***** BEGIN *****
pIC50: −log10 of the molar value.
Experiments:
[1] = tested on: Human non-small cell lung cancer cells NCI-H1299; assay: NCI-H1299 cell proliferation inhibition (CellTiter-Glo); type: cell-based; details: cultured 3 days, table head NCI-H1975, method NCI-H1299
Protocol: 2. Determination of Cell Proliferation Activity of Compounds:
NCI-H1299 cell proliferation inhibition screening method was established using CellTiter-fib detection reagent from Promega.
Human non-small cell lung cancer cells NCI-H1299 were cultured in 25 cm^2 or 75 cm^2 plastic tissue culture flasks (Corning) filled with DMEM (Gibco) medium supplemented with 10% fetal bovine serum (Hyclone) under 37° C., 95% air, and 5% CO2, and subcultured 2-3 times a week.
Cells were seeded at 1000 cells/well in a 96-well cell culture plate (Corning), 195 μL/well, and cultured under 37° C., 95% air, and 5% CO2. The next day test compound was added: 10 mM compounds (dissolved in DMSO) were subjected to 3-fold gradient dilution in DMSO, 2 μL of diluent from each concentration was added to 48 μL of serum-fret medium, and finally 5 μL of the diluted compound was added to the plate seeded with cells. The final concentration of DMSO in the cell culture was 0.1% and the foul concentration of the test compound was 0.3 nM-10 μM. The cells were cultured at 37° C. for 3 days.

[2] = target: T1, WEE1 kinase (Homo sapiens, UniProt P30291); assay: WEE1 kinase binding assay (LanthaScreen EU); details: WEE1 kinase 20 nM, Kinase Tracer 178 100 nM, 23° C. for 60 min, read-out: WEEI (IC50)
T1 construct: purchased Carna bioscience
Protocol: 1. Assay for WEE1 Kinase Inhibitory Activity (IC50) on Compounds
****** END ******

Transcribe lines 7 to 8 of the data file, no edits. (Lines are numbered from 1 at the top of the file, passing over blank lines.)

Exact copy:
Cells were seeded at 1000 cells/well in a 96-well cell culture plate (Corning), 195 μL/well, and cultured under 37° C., 95% air, and 5% CO2. The next day test compound was added: 10 mM compounds (dissolved in DMSO) were subjected to 3-fold gradient dilution in DMSO, 2 μL of diluent from each concentration was added to 48 μL of serum-fret medium, and finally 5 μL of the diluted compound was added to the plate seeded with cells. The final concentration of DMSO in the cell culture was 0.1% and the foul concentration of the test compound was 0.3 nM-10 μM. The cells were cultured at 37° C. for 3 days.

[2] = target: T1, WEE1 kinase (Homo sapiens, UniProt P30291); assay: WEE1 kinase binding assay (LanthaScreen EU); details: WEE1 kinase 20 nM, Kinase Tracer 178 100 nM, 23° C. for 60 min, read-out: WEEI (IC50)